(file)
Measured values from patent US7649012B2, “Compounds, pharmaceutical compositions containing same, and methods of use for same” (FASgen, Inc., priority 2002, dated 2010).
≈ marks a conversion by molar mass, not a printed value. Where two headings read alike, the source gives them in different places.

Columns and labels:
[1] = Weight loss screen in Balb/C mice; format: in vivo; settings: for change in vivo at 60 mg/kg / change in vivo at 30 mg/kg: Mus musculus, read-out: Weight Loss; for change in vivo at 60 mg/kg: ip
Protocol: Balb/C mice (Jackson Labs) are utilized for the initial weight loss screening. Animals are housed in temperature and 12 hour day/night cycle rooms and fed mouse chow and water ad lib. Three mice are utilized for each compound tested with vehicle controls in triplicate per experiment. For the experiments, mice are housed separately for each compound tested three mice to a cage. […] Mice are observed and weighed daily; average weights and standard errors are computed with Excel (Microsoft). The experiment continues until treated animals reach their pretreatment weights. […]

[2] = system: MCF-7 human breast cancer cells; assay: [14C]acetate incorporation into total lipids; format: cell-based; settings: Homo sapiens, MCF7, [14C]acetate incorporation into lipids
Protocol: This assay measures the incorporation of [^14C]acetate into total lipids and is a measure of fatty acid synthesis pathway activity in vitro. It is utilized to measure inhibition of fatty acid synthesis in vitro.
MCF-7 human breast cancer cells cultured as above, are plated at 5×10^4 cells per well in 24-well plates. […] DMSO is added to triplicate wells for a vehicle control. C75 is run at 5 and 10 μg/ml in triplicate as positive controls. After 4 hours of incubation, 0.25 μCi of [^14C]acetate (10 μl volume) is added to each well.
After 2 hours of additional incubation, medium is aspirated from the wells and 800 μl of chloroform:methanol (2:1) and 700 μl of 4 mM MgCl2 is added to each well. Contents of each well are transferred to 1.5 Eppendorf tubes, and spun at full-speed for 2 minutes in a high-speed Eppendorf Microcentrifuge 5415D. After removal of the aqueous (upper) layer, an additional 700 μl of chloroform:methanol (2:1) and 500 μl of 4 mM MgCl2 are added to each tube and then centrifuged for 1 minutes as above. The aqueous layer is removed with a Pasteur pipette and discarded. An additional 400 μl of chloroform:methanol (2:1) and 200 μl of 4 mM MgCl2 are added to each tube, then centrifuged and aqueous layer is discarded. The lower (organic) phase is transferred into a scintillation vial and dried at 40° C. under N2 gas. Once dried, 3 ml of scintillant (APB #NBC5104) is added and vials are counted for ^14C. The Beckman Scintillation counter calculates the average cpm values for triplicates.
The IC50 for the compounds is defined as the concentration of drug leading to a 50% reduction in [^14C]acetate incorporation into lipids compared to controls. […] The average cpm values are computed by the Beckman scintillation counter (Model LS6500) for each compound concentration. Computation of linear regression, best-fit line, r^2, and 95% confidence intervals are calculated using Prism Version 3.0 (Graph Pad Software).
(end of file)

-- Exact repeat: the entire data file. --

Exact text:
Measured values from patent US7649012B2, “Compounds, pharmaceutical compositions containing same, and methods of use for same” (FASgen, Inc., priority 2002, dated 2010).
≈ marks a conversion by molar mass, not a printed value. Where two headings read alike, the source gives them in different places.

Columns and labels:
[1] = Weight loss screen in Balb/C mice; format: in vivo; settings: for change in vivo at 60 mg/kg / change in vivo at 30 mg/kg: Mus musculus, read-out: Weight Loss; for change in vivo at 60 mg/kg: ip
Protocol: Balb/C mice (Jackson Labs) are utilized for the initial weight loss screening. Animals are housed in temperature and 12 hour day/night cycle rooms and fed mouse chow and water ad lib. Three mice are utilized for each compound tested with vehicle controls in triplicate per experiment. For the experiments, mice are housed separately for each compound tested three mice to a cage. […] Mice are observed and weighed daily; average weights and standard errors are computed with Excel (Microsoft). The experiment continues until treated animals reach their pretreatment weights. […]

[2] = system: MCF-7 human breast cancer cells; assay: [14C]acetate incorporation into total lipids; format: cell-based; settings: Homo sapiens, MCF7, [14C]acetate incorporation into lipids
Protocol: This assay measures the incorporation of [^14C]acetate into total lipids and is a measure of fatty acid synthesis pathway activity in vitro. It is utilized to measure inhibition of fatty acid synthesis in vitro.
MCF-7 human breast cancer cells cultured as above, are plated at 5×10^4 cells per well in 24-well plates. […] DMSO is added to triplicate wells for a vehicle control. C75 is run at 5 and 10 μg/ml in triplicate as positive controls. After 4 hours of incubation, 0.25 μCi of [^14C]acetate (10 μl volume) is added to each well.
After 2 hours of additional incubation, medium is aspirated from the wells and 800 μl of chloroform:methanol (2:1) and 700 μl of 4 mM MgCl2 is added to each well. Contents of each well are transferred to 1.5 Eppendorf tubes, and spun at full-speed for 2 minutes in a high-speed Eppendorf Microcentrifuge 5415D. After removal of the aqueous (upper) layer, an additional 700 μl of chloroform:methanol (2:1) and 500 μl of 4 mM MgCl2 are added to each tube and then centrifuged for 1 minutes as above. The aqueous layer is removed with a Pasteur pipette and discarded. An additional 400 μl of chloroform:methanol (2:1) and 200 μl of 4 mM MgCl2 are added to each tube, then centrifuged and aqueous layer is discarded. The lower (organic) phase is transferred into a scintillation vial and dried at 40° C. under N2 gas. Once dried, 3 ml of scintillant (APB #NBC5104) is added and vials are counted for ^14C. The Beckman Scintillation counter calculates the average cpm values for triplicates.
The IC50 for the compounds is defined as the concentration of drug leading to a 50% reduction in [^14C]acetate incorporation into lipids compared to controls. […] The average cpm values are computed by the Beckman scintillation counter (Model LS6500) for each compound concentration. Computation of linear regression, best-fit line, r^2, and 95% confidence intervals are calculated using Prism Version 3.0 (Graph Pad Software).